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The Many Faces of Humanitarianism

  Humanism and Human Rights Who or what is the ‘human’ of human rights and the ‘humanity’ of humanitarianism?  The question sounds naïve, silly even.  Yet, important philosophical and ontological questions are involved.  If rights are given to beings on account of their humanity, ‘human’ nature with its needs, characteristics and desires is the normative […]

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Interview with Farian Sabahi

  Here we publish an interview with Farian Sabahi, an Italian-Iranian professor at Sapienza University of Rome and the University of Turin.  A professional journalist, Sabahi has been writing for Corriere della Sera for several months.  She was a guest of LibrInTerra on the 26th of March, presenting her two books Storia dell’Iran [A History […]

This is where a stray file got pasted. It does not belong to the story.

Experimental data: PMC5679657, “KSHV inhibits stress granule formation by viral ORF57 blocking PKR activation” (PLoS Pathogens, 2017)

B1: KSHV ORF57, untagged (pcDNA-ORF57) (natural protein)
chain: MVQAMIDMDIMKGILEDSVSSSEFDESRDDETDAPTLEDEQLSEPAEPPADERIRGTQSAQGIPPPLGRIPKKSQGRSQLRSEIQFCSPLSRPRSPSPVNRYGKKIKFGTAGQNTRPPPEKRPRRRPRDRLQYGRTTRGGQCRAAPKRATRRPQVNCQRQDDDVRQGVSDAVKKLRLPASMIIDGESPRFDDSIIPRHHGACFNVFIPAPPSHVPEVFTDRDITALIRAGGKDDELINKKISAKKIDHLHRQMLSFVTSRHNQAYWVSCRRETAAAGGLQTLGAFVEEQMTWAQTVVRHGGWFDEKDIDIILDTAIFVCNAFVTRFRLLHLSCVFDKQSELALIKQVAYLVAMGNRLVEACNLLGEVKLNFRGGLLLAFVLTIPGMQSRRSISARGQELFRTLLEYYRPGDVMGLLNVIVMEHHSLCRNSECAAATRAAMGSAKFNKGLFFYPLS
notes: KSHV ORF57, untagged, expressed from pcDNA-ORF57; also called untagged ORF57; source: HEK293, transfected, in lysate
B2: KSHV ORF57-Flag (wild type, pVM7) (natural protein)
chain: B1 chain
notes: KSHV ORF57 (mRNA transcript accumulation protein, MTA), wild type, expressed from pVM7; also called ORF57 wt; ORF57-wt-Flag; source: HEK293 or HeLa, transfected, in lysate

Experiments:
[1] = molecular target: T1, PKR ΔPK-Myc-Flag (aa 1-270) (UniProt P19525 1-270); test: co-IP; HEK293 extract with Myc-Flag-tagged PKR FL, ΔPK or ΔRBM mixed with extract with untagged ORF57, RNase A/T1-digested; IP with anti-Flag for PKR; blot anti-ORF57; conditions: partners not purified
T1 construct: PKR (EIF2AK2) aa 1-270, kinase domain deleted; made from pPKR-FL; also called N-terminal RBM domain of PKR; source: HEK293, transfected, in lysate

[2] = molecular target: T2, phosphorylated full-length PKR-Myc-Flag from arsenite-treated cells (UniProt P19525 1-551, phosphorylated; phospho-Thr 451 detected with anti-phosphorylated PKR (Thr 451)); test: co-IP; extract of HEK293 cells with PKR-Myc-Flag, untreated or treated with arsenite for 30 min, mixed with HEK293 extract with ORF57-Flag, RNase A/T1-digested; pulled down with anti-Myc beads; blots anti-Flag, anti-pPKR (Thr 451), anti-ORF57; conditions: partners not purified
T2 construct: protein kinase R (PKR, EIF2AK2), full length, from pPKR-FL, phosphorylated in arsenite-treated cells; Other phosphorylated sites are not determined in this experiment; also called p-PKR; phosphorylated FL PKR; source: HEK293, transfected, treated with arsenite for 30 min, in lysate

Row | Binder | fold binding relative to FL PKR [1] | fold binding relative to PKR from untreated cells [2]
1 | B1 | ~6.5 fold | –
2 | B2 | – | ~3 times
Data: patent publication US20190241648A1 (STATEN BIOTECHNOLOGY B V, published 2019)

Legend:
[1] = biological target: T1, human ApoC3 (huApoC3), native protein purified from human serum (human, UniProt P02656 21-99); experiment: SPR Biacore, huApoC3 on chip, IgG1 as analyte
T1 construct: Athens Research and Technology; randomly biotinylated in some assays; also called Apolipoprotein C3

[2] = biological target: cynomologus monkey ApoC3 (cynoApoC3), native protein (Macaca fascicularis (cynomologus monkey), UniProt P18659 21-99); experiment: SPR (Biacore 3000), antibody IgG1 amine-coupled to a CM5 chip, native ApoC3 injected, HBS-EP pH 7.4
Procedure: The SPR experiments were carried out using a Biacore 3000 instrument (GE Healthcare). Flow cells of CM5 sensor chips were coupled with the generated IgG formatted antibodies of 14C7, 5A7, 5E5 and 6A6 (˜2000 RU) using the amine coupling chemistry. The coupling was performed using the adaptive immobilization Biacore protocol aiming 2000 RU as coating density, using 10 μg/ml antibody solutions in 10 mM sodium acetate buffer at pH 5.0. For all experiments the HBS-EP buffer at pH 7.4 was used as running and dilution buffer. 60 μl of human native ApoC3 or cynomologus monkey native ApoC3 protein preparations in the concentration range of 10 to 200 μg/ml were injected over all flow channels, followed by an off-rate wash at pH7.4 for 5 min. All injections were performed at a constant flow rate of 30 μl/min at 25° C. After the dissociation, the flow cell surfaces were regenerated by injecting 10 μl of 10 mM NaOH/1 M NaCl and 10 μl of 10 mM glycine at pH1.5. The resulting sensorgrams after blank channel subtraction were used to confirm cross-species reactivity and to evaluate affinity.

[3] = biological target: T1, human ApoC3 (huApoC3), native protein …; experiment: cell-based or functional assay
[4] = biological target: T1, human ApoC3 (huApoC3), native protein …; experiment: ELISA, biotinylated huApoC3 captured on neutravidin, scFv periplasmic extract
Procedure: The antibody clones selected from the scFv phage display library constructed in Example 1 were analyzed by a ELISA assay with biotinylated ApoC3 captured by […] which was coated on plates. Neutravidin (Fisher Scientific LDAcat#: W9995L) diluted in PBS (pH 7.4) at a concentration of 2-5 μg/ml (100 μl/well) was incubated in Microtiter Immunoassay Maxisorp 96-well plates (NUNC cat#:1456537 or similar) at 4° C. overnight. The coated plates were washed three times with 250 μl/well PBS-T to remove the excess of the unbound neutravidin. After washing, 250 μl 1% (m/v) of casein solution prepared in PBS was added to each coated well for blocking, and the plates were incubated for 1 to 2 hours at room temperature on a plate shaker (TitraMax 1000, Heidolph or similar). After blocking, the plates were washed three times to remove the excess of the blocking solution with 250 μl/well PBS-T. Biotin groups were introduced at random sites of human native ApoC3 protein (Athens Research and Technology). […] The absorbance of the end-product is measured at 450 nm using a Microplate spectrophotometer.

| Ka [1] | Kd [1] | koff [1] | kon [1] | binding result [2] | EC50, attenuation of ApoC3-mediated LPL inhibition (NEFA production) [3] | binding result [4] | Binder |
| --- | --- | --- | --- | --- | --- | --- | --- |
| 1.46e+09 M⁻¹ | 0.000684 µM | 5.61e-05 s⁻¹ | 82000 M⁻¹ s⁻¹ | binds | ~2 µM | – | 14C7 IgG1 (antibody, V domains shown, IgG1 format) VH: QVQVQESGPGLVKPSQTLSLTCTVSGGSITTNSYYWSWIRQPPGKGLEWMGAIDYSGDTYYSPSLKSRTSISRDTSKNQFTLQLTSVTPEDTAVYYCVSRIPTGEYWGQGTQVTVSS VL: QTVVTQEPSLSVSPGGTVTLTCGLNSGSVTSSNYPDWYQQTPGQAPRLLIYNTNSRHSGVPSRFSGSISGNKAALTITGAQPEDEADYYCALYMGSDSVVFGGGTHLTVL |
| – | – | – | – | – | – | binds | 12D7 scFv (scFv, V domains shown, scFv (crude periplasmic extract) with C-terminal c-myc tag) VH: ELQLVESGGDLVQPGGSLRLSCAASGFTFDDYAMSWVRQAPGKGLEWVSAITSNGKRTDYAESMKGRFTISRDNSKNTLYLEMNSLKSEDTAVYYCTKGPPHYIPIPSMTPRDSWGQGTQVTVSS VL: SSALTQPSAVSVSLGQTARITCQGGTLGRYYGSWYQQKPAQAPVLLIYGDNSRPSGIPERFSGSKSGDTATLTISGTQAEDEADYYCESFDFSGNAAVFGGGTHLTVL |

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Democracy: Crisis and Renewal

The Renewal of Democracy: An Interview with Paul Ginsborg

Paul Ginsborg is Professor of Contemporary European History, University of Florence and a frequent public commentator on politics and life in Italy.  His books include A History of Contemporary Italy, Society and Politics 1943-1988, Italy and Its Discontents: Family, Civil Society and the State, 1980-2000, and the bestselling biography Berlusconi: Television, Power and Patrimony. He […]

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Working Girl Blues

Socially Conscious Art and Its Social Contexts

  Hazel Dickens, Bill C. Malone.  Working Girl Blues: The Life and Music of Hazel Dickens.   Music in American Life Series.  Urbana: University of Illinois Press, 2008.  Illustrations.  ix + 102 pp.  $60.00 (cloth), ISBN 978-0-252-03304-9; $17.95 (paper), ISBN 978-0-252-07549-0. One of the foremost voices on behalf of working people in country music recently […]